It was recently noted that Bank of America’s 30,000 redundancies have barely begun. By the end of 2011, the bank had eliminated only 6,000 people.
Things are about to change. Especially at Bank of America Merrill Lynch.
In yesterday’s presentation at the Citi Financial Services Conference, Brian Moynihan said BofA made another 1,000 people redundant in January and February and that further cuts are fast approaching.
As outlined in slide 24 below, Moynihan said the bank evaluated who it wants to get rid of in Phase 2 of its cost cutting at the end of 2011 and that it will be getting rid of them in, “spring 2012.” Technically, spring 2012 starts on March 20th. Moynihan intimated that the cuts are likely to be brutally swift and ‘faster’ than the protracted trimming of phase 1.
Who will be affected? As ever, IT and infrastructure staff appear most at risk. Last year, Bank of America announced plans to rationalize its trading systems. However, headhunters say fixed income traders are also fearful for their jobs. Bank of America’s trading businesses underperformed in almost every area in EMEA last year according to Tricumen. This does not augur well for job security.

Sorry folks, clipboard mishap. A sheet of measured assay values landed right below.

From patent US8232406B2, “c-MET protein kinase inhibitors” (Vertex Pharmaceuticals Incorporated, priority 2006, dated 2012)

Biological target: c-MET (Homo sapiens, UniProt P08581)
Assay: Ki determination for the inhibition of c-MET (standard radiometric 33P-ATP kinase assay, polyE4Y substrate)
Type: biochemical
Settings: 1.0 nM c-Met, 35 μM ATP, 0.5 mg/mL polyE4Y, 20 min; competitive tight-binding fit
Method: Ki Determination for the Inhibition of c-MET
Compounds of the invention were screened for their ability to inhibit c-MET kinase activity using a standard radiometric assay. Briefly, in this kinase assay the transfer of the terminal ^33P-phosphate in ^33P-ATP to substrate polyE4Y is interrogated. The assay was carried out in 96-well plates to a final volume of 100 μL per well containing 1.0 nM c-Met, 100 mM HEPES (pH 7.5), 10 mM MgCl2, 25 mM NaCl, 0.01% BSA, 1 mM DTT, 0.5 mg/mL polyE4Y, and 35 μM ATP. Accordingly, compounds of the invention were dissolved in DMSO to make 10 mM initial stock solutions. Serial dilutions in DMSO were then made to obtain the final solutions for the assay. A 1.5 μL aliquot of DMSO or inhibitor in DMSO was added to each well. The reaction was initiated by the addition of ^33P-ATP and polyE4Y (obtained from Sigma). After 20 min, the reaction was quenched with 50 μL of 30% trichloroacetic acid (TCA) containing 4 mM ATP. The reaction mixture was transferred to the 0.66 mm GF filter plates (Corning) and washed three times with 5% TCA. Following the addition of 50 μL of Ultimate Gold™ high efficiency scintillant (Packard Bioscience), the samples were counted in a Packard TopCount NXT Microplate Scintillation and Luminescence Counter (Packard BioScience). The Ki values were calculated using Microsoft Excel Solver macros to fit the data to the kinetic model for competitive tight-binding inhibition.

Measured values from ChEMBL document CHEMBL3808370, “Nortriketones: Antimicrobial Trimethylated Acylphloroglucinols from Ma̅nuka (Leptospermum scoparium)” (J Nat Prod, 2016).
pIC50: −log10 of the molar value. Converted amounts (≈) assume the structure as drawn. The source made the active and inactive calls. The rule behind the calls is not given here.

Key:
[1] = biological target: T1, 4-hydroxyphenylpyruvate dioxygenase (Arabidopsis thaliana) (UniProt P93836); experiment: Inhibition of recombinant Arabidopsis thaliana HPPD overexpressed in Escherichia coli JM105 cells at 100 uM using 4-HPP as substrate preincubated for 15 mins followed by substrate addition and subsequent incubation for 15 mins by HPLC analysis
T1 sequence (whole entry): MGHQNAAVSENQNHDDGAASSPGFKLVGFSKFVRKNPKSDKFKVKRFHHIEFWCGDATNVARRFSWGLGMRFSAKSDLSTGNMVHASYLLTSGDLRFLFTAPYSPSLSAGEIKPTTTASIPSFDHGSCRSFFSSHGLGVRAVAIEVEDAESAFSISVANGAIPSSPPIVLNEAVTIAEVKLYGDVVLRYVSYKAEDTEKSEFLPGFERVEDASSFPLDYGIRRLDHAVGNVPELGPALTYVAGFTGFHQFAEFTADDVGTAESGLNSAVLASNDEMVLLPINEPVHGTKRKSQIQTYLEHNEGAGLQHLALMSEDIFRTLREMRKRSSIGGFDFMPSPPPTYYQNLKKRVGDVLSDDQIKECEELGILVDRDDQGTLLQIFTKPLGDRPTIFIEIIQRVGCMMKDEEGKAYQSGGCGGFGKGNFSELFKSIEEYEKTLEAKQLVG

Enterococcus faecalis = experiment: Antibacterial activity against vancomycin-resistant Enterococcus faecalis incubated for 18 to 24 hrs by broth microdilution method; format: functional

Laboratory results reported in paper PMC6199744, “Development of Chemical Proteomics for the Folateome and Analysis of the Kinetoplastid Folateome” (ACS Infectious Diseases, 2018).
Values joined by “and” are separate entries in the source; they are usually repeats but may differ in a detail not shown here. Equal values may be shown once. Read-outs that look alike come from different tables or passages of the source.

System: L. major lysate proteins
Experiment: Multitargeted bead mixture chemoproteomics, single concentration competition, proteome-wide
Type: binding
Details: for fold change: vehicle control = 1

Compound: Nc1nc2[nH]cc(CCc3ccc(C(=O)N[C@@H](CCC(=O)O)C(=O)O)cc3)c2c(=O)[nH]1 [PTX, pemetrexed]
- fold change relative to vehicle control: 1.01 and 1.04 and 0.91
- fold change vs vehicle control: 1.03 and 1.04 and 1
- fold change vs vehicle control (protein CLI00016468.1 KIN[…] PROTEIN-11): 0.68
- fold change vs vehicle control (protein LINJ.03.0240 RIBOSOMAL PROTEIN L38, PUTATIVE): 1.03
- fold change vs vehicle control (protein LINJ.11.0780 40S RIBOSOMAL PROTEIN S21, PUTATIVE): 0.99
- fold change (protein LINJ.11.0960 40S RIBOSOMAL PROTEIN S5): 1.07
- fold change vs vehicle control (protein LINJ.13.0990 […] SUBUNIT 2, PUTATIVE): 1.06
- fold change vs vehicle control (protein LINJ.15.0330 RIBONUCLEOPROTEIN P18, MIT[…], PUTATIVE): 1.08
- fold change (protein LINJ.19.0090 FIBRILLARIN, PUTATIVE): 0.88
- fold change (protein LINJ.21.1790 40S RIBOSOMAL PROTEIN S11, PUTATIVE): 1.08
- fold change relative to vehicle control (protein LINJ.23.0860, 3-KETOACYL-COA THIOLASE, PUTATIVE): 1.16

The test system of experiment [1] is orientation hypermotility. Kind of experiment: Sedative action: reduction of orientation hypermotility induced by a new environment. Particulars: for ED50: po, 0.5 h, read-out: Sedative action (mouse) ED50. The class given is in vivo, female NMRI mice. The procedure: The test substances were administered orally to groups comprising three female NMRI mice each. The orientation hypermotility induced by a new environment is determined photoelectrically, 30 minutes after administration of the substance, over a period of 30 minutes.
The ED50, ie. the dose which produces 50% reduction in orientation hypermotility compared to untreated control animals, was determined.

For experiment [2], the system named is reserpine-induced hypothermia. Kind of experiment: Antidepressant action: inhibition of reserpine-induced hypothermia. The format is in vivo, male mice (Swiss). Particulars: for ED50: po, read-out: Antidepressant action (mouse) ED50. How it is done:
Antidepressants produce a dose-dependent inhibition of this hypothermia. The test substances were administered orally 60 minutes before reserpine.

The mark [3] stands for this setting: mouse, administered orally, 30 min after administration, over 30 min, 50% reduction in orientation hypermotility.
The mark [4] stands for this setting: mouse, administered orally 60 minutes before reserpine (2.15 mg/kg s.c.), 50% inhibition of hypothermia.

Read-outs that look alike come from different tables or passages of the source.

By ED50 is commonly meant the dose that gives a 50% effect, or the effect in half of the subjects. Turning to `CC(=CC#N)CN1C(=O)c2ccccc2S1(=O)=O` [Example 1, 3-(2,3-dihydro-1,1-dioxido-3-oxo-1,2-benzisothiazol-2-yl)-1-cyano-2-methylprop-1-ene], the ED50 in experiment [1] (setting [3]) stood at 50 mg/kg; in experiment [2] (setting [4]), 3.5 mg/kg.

This, however, seems a little strange in light of that recent Robert Walters salary survey suggesting basic pay for risk professionals fell anything from 10-17% last year.
The head of one risk recruitment firm tells us some risk people have been paid, some haven’t, and that it depends from bank to bank. The banks in which risk professionals are most peeved with their 2011 payments are apparently Barclays Capital, Barclays Wealth, RBS, and UBS.
Several banks are preparing to make risk redundancies, he adds. They include BofA, RBS and Standard Chartered. RBS’s risk redundancies are particularly poignant: the bank is understood to have spent in excess of £1m building up its risk function last year.